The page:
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World & Nation

Wisconsin transgender student wins legal fight over bathroom choice in final week of school

In this undated photo provided by the Transgender Law Center, Ashton Whitaker hugs his mother, Melissa, in Kenosha, Wis.
(Associated Press)

A federal appeals court says a transgender student who identifies as a male should be able to use the boys’ bathroom at his Wisconsin high school.

Ashton Whitaker, who will graduate from Kenosha’s Tremper High School this week, first asked to use the boys’ bathroom as a sophomore. That set off a nearly yearlong legal battle with the school district.

In September, U.S. District Judge Pamela Pepper granted Ashton permission to use the boys’ bathroom at school. On Tuesday, the second-to-last day of Ashton’s senior year, the 7th U.S. Circuit Court of Appeals affirmed that decision.

“I am thrilled that the 7th Circuit recognized my right to be treated as the boy that I am at school,” Ashton, 17, said in a statement distributed by the Transgender Law Center. “As I look forward to college next year, I hope my case will help other transgender students in Kenosha and elsewhere to just be treated the same as everyone else without facing discrimination and harassment from school administrators.”

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Ashton’s attorney, Ilona Turner, said that although the ruling only applies to her client, it sets precedent that a federal law prohibiting gender discrimination in public schools protects transgender people.

“This is just another building block on the large and growing number of courts to hold that discrimination against transgender people is illegal,” she said.

Kenosha Unified School District had argued that the federal law doesn’t apply to transgender people as a group and that the harm to other students from Ashton using the boys’ bathroom, particularly male students, outweighed any harm to Ashton. It also urged the appeals court to reconsider whether the case should be thrown out. Ronald Stadler, a lawyer for the school district, didn’t immediately return a message seeking comment.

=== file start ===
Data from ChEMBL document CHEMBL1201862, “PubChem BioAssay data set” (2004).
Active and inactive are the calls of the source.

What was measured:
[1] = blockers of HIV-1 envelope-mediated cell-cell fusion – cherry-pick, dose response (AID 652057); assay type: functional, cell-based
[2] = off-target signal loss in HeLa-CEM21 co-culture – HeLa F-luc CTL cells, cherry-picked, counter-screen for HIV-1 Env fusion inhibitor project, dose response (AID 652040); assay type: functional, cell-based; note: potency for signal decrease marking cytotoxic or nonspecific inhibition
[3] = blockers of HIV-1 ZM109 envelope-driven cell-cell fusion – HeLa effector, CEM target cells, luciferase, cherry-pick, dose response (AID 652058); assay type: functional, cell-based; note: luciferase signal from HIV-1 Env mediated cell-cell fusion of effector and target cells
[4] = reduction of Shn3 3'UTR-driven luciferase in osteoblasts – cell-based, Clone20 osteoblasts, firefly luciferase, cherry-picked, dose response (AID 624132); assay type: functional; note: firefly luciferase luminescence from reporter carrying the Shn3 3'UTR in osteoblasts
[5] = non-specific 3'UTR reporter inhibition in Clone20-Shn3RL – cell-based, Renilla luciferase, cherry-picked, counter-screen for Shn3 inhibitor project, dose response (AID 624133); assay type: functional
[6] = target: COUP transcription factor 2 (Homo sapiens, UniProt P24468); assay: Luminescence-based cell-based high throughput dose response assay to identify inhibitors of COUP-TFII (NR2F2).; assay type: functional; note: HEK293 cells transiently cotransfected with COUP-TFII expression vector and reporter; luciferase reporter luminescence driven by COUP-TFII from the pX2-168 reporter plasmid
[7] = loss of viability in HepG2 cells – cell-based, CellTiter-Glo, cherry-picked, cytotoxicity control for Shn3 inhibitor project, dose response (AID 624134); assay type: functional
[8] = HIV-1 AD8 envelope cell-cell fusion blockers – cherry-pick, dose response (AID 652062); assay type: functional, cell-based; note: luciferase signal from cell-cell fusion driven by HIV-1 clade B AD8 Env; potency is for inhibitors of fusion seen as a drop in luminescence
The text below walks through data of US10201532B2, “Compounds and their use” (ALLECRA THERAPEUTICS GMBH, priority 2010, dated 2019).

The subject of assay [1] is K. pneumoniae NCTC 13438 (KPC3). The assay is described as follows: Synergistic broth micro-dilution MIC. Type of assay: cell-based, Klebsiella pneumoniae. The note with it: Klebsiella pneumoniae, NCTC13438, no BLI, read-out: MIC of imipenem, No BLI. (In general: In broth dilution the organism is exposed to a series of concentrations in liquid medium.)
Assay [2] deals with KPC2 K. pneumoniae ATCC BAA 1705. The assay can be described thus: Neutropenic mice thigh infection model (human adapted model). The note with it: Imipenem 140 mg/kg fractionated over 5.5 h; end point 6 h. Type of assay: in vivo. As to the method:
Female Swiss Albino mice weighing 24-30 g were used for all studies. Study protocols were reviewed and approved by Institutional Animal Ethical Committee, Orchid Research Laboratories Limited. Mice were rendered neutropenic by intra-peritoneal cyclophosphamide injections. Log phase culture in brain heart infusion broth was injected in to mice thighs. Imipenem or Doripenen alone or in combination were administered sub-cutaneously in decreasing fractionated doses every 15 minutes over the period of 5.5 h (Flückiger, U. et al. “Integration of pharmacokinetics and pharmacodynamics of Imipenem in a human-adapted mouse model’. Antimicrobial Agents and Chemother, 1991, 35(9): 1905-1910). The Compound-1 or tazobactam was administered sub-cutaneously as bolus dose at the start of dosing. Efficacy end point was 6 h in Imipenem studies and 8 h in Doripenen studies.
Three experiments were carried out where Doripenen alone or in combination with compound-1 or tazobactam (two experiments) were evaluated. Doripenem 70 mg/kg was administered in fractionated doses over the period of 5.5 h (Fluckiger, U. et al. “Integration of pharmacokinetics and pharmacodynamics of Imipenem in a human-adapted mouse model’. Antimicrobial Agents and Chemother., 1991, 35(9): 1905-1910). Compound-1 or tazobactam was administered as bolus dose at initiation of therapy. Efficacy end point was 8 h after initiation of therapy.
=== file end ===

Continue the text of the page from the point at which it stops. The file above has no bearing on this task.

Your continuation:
U.S. Circuit Court Judge Ann Claire Williams declined to reconsider and rejected the district’s other arguments, saying harms to others are speculative while harms to Ashton are well-documented. Those include suicidal thoughts as well as medical issues stemming from avoiding the bathroom.

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According to the lawsuit, when Ashton first asked to use the boys’ bathroom, the school said he could either use a gender-neutral bathroom in the school’s main office or the girls’ bathroom. He used the boys’ bathroom anyway without issue for six months, it says, until a teacher saw him washing his hands there and reported it to school administration.

Turner, who works with the Transgender Law Center, said Ashton’s win could impact a case with the 4th U.S. Circuit Court of Appeals — that of Gavin Grimm, a transgender high school senior in Virginia who sued his school district’s board for the right to use the boys’ bathroom.

The U.S. Supreme Court was set to hear his case but sent it back to the lower court after the Trump administration revoked guidance from the Obama administration that directed public schools to allow transgender students to use bathrooms aligned with their gender identities.


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